Eric and I are sitting on the trail, literally.  Actually, if I'm being literal, Eric is laying on the trail.  The lead group was sent on ahead more than an hour ago - they couldn't be reigned back any longer.  I've just sent Cindy off to let them know that Eric was still having trouble, and that we were going to take it very, very slow for the last 2-3 miles.  I also sent Cindy off so that Eric would stop fretting about her.  I think he was more worried about not worrying her than he was about his own condition.  Men.

We'd taken about a 40 minute break in the shade when the trail dropped back to the river at the trestle bridge.  Eric, who was beginning to suffer from bouts of severe dizziness and general weakness, was lavished with wet cloths, tubes of electrolyte-rich goo, water and snacks.  The attention was clearly more than he could tolerate.  That's when I sent the lead group off.  I'd hoped that their disappearance would let Eric take things easier, and I think it helped.  

From the river, he, Cindy and I moved slowly through the remaining hills, stopping for several shorter breaks.  Then, Eric's dizziness got worse and we encouraged him to lay down in a tiny spot of shade along the trail.  Cindy and I agreed she should go ahead and she hiked up the hill and around the corner, reminding Eric that he couldn't die because he still needed to clean  out the garage.  

Eric, who I'd learned earlier, had in the last couple of years been given four arterial stents, had already popped 2 nitro tablets and was still suffering from dizziness and weakness, now accompanied by spots in front of his eyes.  

Once Cindy was out of sight, he told me that he thought we should try to call for help.  My relief was tremendous, particularly since I had already determined that I had good cell reception.  So, while Eric tried to avoid the cholla thorns on the trail, I got on the horn to the Pinal County Sheriff's department. 

The train trestle over the Gila 

Afternoon light and nothing to op!
Now, before you all get angry at me for being so flippant when this poor man was clearly very ill right before my eyes, remember that I can say these things lightly because I have the benefit of hindsight.  Eric was quite upset when I told him that Pinal County Search and Rescue was sending out a helicopter.  He felt it was excessive given his condition.  After a lengthy discussion with the deputy, however, it was decided that he would try very slowly to walk out while the helicopter was enroute.  That way, if things deteriorated further, help was already on the way. 

To make a very long story as short as possible (I know, too late), the chopper picked Eric up at approximately 6:15pm, about 2 miles from the cars at the trailhead.  We'd hiked about a mile from the spot where we'd initially called them into some more friendly territory.  It helped tremendously that the sun was low in the sky and the trail was moving down hill once again.  

The helicopter took Eric to the emergency crews in Kelvin where it was determined that he was not in fact experiencing heart failure, but was merely (?) badly dehydrated.  We all agreed that he'd been drinking what we thought would have been enough fluids, but clearly it wasn't enough.  They put him on IV fluids for about a half hour, then sent him on his way with a mild warning about staying hydrated and about a half-gallon of Gatorade.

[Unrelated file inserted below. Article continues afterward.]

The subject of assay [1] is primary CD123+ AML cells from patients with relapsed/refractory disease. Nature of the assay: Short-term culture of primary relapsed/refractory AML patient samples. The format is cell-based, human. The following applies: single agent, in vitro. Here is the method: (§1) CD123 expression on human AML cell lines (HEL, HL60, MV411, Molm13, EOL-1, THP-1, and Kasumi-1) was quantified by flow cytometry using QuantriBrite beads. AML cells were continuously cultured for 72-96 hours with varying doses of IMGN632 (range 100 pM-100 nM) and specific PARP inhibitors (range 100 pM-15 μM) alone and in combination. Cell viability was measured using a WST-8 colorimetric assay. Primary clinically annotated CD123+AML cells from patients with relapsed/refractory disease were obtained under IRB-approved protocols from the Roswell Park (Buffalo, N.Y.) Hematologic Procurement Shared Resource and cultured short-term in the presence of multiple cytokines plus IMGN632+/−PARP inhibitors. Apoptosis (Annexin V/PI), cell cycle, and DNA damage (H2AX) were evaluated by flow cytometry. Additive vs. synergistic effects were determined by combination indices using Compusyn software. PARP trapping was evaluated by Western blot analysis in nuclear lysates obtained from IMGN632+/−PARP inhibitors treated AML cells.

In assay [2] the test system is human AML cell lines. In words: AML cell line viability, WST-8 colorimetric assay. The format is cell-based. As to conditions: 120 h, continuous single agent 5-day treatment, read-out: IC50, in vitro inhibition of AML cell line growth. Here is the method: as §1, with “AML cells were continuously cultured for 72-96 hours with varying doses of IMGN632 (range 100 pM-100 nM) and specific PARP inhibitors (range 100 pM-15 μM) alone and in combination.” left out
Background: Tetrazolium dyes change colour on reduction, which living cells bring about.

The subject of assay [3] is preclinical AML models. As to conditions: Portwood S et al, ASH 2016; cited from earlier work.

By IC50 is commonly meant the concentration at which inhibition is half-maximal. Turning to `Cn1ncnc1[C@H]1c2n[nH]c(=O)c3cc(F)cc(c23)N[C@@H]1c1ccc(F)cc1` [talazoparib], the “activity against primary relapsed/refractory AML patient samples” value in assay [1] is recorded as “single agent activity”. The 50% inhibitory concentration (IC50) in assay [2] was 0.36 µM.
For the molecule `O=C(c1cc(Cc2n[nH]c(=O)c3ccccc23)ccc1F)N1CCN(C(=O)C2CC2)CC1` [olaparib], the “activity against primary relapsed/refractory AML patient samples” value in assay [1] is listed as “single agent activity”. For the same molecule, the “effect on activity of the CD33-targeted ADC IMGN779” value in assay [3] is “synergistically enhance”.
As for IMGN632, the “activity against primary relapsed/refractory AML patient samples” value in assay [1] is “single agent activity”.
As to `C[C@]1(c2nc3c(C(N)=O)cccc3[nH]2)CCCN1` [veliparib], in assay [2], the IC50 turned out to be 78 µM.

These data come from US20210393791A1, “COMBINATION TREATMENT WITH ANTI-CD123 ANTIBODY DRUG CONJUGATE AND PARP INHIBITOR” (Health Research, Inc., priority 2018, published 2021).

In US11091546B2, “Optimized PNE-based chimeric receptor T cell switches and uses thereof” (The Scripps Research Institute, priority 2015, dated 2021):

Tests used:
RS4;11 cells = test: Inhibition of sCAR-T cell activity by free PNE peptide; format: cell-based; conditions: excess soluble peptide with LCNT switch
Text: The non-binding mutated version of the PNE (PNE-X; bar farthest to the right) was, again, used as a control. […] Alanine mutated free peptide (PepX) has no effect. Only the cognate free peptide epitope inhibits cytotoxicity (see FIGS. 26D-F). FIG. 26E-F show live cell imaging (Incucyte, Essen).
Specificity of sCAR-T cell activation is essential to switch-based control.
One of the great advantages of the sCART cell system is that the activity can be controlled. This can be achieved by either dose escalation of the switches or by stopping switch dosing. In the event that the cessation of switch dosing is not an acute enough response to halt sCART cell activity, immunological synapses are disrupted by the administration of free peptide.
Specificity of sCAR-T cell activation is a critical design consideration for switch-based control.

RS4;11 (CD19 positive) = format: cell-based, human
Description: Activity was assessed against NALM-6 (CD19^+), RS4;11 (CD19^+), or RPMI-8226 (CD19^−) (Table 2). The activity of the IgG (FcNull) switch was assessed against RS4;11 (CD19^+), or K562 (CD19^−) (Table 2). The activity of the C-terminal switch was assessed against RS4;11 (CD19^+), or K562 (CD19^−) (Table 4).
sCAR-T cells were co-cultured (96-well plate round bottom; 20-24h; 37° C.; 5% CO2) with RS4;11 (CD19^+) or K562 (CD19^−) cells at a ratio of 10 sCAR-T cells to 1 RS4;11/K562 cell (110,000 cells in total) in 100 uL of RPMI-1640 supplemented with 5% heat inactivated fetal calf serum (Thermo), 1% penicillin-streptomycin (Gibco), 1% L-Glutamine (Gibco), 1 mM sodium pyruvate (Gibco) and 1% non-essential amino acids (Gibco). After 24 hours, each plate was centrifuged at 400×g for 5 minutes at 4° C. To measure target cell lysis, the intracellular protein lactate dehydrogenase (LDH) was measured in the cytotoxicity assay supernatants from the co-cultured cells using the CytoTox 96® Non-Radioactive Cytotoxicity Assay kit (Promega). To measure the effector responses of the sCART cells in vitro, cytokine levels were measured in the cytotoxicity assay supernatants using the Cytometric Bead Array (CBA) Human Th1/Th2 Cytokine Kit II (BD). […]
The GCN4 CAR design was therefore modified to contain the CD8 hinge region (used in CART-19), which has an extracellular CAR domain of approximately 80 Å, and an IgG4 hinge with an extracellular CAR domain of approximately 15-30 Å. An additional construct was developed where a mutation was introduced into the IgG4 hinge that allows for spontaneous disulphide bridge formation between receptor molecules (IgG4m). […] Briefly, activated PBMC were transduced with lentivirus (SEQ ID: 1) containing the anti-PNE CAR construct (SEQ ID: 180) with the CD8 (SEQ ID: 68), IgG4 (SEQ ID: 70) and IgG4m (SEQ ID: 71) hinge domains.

Our friendly neighborhood SAR 
So, what happened with everyone else?  In the spirit of the summaries at the ends of movies where the director runs out of time before he runs out of ideas...

Peter, Carrie and Corwin (not pictured) hiked back to the cars safely and headed home Friday night.  They were kind enough to drop my car at the finish trailhead which saved everyone a lot of hassle on the last day.  You guys are heros ;)

 Ivanka, Mick, Doug and Sandy hiked out by about 4pm, took my car in to Superior to retrieve Mick's car and grab some food.  Ivanka reported that while she was hungrily eating her salad on the curb outside of Circle-K, a stranger came up to her (unprompted) and offered her a little money so she could buy a soda.  

Nothing like a tough 3-day hike to help you pull of the homeless-beggar look!

Eric got a free chopper ride and a lot of unwanted attention from the very kind folks in Kelvin.  Cindy had the misfortune to see the helicopter come and go without really knowing what was up, since my cell phone lost reception as I got closer to the car (go figure).  

Through it all, both of them kept smiling and were delightful in general.  If you're ever going to have a rescue situation on your hands - these are the kind of folks you want to be with!

And me?  I got to hike out the last 2 miles in the dark...again (I'd hiked it in the dark with Sirena a year before).  

Just as I was breaking into 'Swinging on a Star', Mick found me.  He'd driven up to the trail from the parking area to see if anyone was coming.  Reunited with the rest of the group, we found out where they'd taken Eric and split up for good.  Those ready to go home, went home.  

Me, I went for pizza ;)